Four More Years for Rothenberg : Soccer: FIFA influence felt as World Cup ’94 chief is reelected on second ballot in close USSF presidential race.
Alan Rothenberg narrowly won reelection to his second four-year term as president of the U.S. Soccer Federation on Saturday, thanks in large measure to the intervention of FIFA, the sport’s international governing body.
Facing a battle for his political life, Rothenberg called in all of his favors. That meant bringing in the most powerful man in soccer, Brazil’s Joao Havelange, the FIFA president, who spent the weekend campaigning for Rothenberg.
Even with FIFA’s help, Rothenberg did not gain the landslide victory he had predicted. Needing 51% of the vote to win, Rothenberg polled 48.8% on the first ballot. USSF treasurer Richard Groff had 46.9% and USSF executive vice president Hank des Bordes had 4.2%.
During the 20-minute second vote, the huge hotel ballroom grew quiet and tense. “Somebody told me that penalty kicks were bad,” U.S. World Cup Coach Bora Milutinovic, a Rothenberg supporter, said during the lull. “This is worse.”
Des Bordes withdrew after the first vote and Rothenberg prevailed on the second ballot, 53.4% to 46.6%.
Despite the success of the World Cup, which he helped organize, Rothenberg has been a controversial figure within the USSF during his four-year team. His current difficulty centers on Rothenberg’s twin positions as president of the USSF and head of the proposed new professional league, Major League Soccer. Many within the USSF, particularly from the pro division, see this as a conflict of interest.
The pro vote, which delivered the election to Rothenberg in 1990, nearly cost him the presidency this time. The three voting blocks--professional, amateur and youth--split among the candidates. Only one of the four pro leagues voted for Rothenberg. His strength came from the amateur division and Groff took most of the pro vote and some of the youth.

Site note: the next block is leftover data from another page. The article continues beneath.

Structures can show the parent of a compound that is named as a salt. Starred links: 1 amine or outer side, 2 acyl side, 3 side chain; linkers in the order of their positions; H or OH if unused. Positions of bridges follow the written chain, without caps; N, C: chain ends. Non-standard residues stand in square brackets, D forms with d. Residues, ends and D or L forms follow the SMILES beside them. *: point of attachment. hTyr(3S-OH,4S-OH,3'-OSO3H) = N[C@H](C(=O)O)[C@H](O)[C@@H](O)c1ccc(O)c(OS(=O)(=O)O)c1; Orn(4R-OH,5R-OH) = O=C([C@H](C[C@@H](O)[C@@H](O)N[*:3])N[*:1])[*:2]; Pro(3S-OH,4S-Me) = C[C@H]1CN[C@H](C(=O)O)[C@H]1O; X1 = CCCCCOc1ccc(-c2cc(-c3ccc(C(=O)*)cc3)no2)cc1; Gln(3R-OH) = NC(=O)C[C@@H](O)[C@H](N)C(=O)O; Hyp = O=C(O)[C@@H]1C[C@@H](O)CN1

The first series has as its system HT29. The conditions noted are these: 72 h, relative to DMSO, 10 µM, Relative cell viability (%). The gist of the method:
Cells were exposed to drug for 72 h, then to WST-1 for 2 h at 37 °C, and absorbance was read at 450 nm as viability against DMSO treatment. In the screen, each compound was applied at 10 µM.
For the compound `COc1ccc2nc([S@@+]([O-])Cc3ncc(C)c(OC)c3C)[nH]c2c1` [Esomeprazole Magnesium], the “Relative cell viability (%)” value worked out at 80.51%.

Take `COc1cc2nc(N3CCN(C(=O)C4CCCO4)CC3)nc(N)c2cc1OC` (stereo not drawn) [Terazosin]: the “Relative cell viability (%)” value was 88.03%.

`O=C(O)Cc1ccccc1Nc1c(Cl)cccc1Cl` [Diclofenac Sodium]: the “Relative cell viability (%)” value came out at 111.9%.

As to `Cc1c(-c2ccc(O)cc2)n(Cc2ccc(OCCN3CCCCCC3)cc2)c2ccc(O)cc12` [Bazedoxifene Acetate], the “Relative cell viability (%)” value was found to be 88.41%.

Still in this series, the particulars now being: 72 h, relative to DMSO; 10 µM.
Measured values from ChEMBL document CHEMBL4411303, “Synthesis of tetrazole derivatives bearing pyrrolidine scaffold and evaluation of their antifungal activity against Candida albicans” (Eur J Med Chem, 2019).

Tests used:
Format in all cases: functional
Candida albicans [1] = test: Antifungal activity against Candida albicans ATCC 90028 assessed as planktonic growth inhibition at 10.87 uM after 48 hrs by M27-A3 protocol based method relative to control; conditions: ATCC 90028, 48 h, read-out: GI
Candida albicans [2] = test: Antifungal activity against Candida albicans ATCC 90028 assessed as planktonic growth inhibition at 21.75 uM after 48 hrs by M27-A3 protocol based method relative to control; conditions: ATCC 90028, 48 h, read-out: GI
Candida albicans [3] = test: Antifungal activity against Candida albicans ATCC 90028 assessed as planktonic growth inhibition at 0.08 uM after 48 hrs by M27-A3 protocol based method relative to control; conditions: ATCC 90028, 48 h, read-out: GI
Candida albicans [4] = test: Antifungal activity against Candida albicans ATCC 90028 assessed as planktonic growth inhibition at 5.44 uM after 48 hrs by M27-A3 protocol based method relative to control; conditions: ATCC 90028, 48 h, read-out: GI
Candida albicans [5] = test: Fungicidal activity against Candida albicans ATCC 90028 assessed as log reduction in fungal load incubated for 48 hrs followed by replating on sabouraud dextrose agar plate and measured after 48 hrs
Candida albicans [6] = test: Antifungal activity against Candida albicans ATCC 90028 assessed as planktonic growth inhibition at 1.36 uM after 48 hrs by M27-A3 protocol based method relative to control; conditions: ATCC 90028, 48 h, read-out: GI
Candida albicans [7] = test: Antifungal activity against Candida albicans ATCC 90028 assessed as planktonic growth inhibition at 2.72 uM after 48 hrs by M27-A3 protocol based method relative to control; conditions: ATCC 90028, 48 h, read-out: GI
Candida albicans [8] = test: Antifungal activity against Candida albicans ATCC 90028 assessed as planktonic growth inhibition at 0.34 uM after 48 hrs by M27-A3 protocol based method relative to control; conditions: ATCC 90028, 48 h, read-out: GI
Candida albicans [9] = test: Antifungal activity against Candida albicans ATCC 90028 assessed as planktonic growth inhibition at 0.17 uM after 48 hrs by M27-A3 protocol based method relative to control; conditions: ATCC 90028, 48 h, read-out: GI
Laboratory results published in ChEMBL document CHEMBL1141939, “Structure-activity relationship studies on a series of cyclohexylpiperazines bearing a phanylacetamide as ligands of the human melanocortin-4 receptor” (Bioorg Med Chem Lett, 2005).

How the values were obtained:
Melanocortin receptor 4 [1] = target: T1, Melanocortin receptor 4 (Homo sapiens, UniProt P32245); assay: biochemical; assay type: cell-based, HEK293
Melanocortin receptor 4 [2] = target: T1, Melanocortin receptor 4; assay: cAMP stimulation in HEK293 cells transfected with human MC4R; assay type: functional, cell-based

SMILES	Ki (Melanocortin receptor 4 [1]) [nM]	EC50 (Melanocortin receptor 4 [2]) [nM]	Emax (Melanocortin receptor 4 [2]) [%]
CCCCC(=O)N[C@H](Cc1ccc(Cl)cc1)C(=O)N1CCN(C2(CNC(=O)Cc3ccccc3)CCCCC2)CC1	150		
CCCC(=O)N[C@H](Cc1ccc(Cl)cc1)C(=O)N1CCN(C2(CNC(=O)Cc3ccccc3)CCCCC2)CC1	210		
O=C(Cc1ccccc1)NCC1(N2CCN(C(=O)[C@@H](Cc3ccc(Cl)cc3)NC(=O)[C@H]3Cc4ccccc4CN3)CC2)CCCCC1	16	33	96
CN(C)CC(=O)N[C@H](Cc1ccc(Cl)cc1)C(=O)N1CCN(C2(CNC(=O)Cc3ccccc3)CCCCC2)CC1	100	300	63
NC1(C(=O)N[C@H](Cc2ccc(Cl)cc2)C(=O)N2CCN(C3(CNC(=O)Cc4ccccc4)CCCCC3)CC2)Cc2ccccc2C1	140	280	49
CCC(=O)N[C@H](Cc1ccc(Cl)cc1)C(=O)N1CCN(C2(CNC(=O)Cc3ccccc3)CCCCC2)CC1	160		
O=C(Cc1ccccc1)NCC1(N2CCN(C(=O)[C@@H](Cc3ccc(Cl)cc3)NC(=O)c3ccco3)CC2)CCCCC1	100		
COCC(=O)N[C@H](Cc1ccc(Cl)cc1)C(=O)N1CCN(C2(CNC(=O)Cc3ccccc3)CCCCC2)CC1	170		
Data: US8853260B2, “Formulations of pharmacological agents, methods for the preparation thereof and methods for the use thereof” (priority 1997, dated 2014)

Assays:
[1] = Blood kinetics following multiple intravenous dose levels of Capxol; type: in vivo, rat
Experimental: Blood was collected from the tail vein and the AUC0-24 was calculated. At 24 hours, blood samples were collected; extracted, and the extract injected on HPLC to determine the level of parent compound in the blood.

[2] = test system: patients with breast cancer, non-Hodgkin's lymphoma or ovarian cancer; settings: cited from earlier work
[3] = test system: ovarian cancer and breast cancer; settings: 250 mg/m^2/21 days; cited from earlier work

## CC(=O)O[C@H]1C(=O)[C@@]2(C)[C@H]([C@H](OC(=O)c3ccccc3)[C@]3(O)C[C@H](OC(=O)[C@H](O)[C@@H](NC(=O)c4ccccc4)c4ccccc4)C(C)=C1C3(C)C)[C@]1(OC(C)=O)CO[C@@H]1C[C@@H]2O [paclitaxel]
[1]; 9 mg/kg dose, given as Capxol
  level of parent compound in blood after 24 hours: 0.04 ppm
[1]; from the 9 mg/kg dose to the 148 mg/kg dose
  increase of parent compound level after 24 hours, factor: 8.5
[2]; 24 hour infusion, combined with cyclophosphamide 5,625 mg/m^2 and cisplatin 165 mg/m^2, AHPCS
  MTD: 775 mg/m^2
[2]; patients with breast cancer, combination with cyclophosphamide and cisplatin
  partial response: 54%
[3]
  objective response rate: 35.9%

Havelange’s unprecedented attendance here has angered some delegates who resent FIFA’s interference in the election. Most voters remember FIFA’s support for Rothenberg’s election in 1990. FIFA’s role then consisted merely of a phone call to one presidential candidate, asking him to withdraw from the race.
FIFA’s role in this election has been far more open. At a banquet Friday night, Havelange spoke for several minutes and lavished praise on Rothenberg, mentioning him by name some 16 times. On an evening that was meant to celebrate the sport of soccer in the United States, Havelange’s nomination speech seemed out of place.
Even Rothenberg admitted that Havelange’s dinner speech lacked subtlety and ran the risk of backfiring--USSF delegates might not have appreciated an international body meddling in the internal politics of a member federation.
“It was a little heavier-handed than I would have written it,” Rothenberg said. “I was cringing.”
Earlier in the day, Havelange had summoned candidate Des Bordes to his hotel room. Speculation was that FIFA would request that Des Bordes, who had little chance to win, withdraw. Des Bordes would not reveal what was said but reiterated late Friday night that he was still in the race.
However, Des Bordes dropped out after the first ballot. Further fueling the FIFA-deal theory, apparently all of Des Bordes’ delegates went over to Rothenberg on the second ballot.
Groff, for all of his conciliatory talk after the vote, was clearly angry with the FIFA influence on the outcome.
“FIFA is very insensitive to the operation of individuals with their constituents in the United States Soccer Federation,” Groff said. “They didn’t need to push so hard. FIFA is so scared to death that if Alan is not in front of MLS, it won’t succeed.
“They took that one step further--if Alan is not president of the U.S. Soccer Federation, MLS won’t succeed. It was all totally inappropriate.”
Havelange and FIFA senior vice president Guillermo Canedo were present to observe Saturday morning’s voting, but their interest apparently extended only to observing the presidential election. Havelange briefly addressed delegates before the vote, then left the room immediately after Rothenberg was reelected.
Rothenberg’s reelection, whatever it might hold for the future of soccer, does seem to settle the issue of Milutinovic’s future. Milutinovic would have been unlikely to remain as national coach had Rothenberg lost the election.